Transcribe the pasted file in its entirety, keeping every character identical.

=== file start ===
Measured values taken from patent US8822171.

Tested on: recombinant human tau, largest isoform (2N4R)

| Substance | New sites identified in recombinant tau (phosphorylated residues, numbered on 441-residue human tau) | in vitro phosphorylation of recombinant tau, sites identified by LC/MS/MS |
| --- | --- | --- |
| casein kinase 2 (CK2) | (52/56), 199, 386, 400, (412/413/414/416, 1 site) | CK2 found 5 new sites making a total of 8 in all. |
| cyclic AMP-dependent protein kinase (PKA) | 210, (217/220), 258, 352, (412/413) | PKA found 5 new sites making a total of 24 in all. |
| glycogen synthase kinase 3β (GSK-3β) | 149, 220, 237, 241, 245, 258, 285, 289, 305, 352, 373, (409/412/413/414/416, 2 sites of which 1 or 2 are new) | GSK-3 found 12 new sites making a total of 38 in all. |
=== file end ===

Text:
Measured values taken from patent US8822171.

Tested on: recombinant human tau, largest isoform (2N4R)

| Substance | New sites identified in recombinant tau (phosphorylated residues, numbered on 441-residue human tau) | in vitro phosphorylation of recombinant tau, sites identified by LC/MS/MS |
| --- | --- | --- |
| casein kinase 2 (CK2) | (52/56), 199, 386, 400, (412/413/414/416, 1 site) | CK2 found 5 new sites making a total of 8 in all. |
| cyclic AMP-dependent protein kinase (PKA) | 210, (217/220), 258, 352, (412/413) | PKA found 5 new sites making a total of 24 in all. |
| glycogen synthase kinase 3β (GSK-3β) | 149, 220, 237, 241, 245, 258, 285, 289, 305, 352, 373, (409/412/413/414/416, 2 sites of which 1 or 2 are new) | GSK-3 found 12 new sites making a total of 38 in all. |